WHEN JIM BROWNELL was CIO of Williams-Sonoma, he sat on the executive committee, reported directly to the CEO, and oversaw a strategic, multimillion-dollar replacement of the retailer's merchandising and warehousing system. But when a new CEO took over, he decided he wanted his own CIO. So last October, Brownell, a 25-year IT veteran, began looking for a comparable position elsewhere. He couldn't find one.
"When I looked at opportunities in CIO-land, they were unappealing.The cycle of CIOs reporting to CFOs is coming back, and it's not pleasing," Brownell says. "I heard the same story in every interview: 'We're looking for a new CIO because IT projects never deliver on time and they cost more than we expect and they don't deliver what we want. All our systems need to be replaced. Oh, and we're reducing the amount of money we're allocating for IT."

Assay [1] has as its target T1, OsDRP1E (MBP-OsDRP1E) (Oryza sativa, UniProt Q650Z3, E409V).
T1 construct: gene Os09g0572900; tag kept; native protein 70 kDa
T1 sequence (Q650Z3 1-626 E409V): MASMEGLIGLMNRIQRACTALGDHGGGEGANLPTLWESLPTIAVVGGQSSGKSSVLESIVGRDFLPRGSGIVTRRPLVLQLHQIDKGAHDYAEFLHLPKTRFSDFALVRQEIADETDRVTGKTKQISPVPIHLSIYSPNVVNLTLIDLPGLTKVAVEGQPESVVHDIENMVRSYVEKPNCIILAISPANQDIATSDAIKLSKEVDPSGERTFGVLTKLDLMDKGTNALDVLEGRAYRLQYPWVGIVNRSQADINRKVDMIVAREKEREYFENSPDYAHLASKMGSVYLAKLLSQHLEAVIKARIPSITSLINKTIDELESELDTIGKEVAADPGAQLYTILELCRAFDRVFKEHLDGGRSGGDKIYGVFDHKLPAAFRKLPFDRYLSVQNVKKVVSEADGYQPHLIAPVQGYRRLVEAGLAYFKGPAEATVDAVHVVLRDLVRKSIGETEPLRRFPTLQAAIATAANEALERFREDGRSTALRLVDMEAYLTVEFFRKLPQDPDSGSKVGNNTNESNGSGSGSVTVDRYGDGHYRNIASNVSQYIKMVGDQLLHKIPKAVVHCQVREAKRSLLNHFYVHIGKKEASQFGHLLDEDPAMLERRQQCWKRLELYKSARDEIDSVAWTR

In May, Brownell accepted a job as senior vice president and general manager of Escalate, a California software vendor, rather than settle for a lesser CIO job. "Quite honestly," says Brownell, "I don't know why anyone would want the CIO job today."
The Dumbing Down of the CIO Role
Brownell has a point. Consider the following:
The net result in many enterprises is an unofficial demotion of the CIO--a dumbing down of the job.